A previously reported version of Zatko’s whistleblower disclosure — submitted to authorities in July and first reported by CNN and The Washington Post in August — indicated that the US government had provided Twitter with specific information that at least one of its employees, perhaps more, may be working for a foreign intelligence agency. 

But that version of the disclosure did not identify which country the suspected agent may have been affiliated with.

"Because of [Zatko’s] disclosures, we’ve learned that personal data from Twitter users was potentially exposed to foreign intelligence agencies,” Grassley said in his opening remarks during a whistleblower hearing involving Zatko on Tuesday. "For example, his disclosures indicate that India was able to place at least two suspected foreign assets within Twitter. His disclosures also note that the FBI notified Twitter of at least one Chinese agent in the company.”

Twitter has not publicly responded to Zatko’s allegations of foreign intelligence compromise, though it has accused Zatko more generally of spreading a “false narrative” about the company. 

The company did not immediately respond to a request for comment on Grassley's remarks.

10:00 a.m. ET, September 13, 2022

NOW: The Twitter whistleblower hearing kicks off

Peiter Zatko arrives at the Senate building for the Data Security at Risk hearing in Washington on Tuesday, September 13.
Peiter Zatko arrives at the Senate building for the Data Security at Risk hearing in Washington on Tuesday, September 13. (Sarah Silbiger for CNN)

The hearing featuring Twitter whistleblower Peiter “Mudge” Zatko has kicked off.

Zatko appeared before lawmakers Tuesday in a dark gray windowpane suit and light blue tie. He walked in holding a wooden cane — which has flames on it — and he sat before the committee at a low table in the center of the massive Hart Senate office hearing room, which had been changed from its initial location to accommodate a larger audience.

It's his first public appearance since his bombshell allegations against Twitter were reported last month by CNN and The Washington Post. He previously alleged Twitter has undisclosed security and privacy vulnerabilities.

US lawmakers sent Twitter more than a dozen questions about its security practices Monday, on the eve of the whistleblower's testimony.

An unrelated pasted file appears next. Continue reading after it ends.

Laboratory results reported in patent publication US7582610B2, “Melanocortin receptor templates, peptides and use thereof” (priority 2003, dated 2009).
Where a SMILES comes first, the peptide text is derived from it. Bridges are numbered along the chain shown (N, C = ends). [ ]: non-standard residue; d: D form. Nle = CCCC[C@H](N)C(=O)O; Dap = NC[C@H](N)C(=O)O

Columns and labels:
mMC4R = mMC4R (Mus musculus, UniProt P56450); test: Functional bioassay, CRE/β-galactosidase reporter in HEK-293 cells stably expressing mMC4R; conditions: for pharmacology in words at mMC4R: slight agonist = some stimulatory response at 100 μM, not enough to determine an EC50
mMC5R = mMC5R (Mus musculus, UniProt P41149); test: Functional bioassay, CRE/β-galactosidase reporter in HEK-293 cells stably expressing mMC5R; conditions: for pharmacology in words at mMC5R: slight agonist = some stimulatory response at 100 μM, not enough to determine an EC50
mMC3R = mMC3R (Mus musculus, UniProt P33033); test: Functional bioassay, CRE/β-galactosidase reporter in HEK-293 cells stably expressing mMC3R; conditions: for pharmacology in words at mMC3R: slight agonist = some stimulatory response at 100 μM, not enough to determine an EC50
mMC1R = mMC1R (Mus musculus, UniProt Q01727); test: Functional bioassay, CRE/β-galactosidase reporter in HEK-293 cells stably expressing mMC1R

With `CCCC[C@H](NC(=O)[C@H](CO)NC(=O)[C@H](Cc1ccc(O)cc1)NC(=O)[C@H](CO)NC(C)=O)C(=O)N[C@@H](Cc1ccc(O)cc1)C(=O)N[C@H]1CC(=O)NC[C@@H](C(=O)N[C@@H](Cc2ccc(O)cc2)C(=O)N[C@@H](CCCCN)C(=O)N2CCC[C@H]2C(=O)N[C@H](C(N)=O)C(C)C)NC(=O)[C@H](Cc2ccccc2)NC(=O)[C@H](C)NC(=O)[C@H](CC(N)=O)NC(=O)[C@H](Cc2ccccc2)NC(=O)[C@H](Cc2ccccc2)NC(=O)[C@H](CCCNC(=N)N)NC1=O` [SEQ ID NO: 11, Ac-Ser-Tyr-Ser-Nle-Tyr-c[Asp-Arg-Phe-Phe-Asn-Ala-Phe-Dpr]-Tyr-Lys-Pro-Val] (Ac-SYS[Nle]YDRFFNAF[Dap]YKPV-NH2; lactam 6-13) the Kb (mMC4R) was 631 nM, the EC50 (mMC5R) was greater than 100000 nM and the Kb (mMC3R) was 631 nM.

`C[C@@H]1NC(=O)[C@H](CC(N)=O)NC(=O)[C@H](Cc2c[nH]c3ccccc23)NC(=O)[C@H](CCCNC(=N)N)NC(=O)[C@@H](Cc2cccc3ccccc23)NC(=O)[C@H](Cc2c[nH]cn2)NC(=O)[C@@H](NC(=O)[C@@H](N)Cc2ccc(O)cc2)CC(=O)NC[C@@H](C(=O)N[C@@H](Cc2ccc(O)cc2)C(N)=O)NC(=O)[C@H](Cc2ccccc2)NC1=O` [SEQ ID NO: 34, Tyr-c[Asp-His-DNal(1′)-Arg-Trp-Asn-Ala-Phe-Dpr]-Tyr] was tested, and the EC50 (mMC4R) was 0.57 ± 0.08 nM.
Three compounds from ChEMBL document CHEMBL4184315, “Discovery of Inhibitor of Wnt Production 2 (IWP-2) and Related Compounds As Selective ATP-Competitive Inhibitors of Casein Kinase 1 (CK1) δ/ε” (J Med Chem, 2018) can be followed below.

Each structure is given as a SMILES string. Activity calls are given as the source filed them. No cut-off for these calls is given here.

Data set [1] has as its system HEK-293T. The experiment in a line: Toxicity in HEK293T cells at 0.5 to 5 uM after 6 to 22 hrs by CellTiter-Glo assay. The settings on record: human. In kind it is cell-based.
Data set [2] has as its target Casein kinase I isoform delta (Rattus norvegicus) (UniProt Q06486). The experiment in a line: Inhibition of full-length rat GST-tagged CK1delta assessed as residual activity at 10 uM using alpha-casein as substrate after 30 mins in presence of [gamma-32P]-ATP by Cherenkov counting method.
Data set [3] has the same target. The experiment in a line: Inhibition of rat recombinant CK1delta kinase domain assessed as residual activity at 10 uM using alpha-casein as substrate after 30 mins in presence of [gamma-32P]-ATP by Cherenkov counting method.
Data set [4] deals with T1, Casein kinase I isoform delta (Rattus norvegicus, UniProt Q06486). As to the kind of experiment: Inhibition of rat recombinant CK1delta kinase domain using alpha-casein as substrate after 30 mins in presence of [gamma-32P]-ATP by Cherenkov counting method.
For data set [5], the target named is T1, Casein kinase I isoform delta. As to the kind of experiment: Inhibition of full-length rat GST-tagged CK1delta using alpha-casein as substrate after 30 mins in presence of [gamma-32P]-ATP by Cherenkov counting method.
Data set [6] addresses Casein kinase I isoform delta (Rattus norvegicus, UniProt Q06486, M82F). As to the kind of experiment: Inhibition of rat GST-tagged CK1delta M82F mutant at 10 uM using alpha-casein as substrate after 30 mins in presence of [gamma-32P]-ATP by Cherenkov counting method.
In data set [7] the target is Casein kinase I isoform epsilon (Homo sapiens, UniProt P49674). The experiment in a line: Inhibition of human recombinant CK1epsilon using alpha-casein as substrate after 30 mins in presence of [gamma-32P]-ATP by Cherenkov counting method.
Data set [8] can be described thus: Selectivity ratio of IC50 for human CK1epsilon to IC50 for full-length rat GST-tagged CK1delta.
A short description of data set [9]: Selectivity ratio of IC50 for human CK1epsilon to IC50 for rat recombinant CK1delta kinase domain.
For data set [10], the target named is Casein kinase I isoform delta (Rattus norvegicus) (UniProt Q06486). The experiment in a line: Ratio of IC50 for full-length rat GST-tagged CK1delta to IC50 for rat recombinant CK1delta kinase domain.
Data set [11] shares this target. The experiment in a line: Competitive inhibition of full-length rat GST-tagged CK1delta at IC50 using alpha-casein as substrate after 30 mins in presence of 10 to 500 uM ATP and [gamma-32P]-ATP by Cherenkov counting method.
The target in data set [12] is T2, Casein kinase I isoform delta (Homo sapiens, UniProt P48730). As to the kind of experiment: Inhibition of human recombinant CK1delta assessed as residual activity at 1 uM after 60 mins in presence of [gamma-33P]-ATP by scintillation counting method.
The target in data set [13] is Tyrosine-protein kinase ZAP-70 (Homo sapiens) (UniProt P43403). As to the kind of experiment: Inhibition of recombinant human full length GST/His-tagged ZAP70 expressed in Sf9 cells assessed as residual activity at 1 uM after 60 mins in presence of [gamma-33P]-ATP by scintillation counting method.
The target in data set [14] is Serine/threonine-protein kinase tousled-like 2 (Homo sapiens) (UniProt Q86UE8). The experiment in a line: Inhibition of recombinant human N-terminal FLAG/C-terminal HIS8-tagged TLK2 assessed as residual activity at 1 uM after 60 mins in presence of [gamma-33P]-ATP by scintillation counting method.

9:11 a.m. ET, September 13, 2022

Who is Peiter "Mudge" Zatko?

From CNN's Sean Lyngaas

Peiter Zatko, known as Mudge in the computer hacking community, poses for a portrait in Washington, D.C., on August 22, 2022.
Peiter Zatko, known as Mudge in the computer hacking community, poses for a portrait in Washington, D.C., on August 22, 2022. (Sarah Silbiger for CNN)

With his decision to go public with his concerns, Peiter "Mudge" Zatko could find himself at the center of renewed regulatory scrutiny of Twitter, as happened when Frances Haugen blew the whistle on Facebook.

Before joining Twitter, Zatko, now 51, led an influential cybersecurity grantmaking program at the Pentagon, worked at a Google division for developing cutting-edge technology, helped build the cybersecurity team at fintech firm Stripe, and advised US lawmakers and officials on how to plug security holes in the internet.

Twitter hired Zatko in November 2020 to beef up cybersecurity and privacy at the company in the wake of a high-profile hack, allegedly spearheaded by a Florida teenager, in July 2020 that compromised the Twitter accounts of some of the most famous people on the planet, including then-presidential candidate Joe Biden. The senior executive role meant Zatko reported directly to then-CEO Jack Dorsey, according to the disclosure.

Some who've worked alongside Zatko over the last three decades paint a picture of him as a principled technologist with a knack for making the complex accessible and an earnest desire to fix problems, as he's done for much of his career working with the public and private sector. The decision to blow the whistle, they say, is in keeping with that approach.

His career has shown that "there was more to hacking than just one-upping each other, that there was actually a social good and impact that you could have," said Dug Song, chief strategy officer at Cisco Security, who has known Zatko since the 1990s.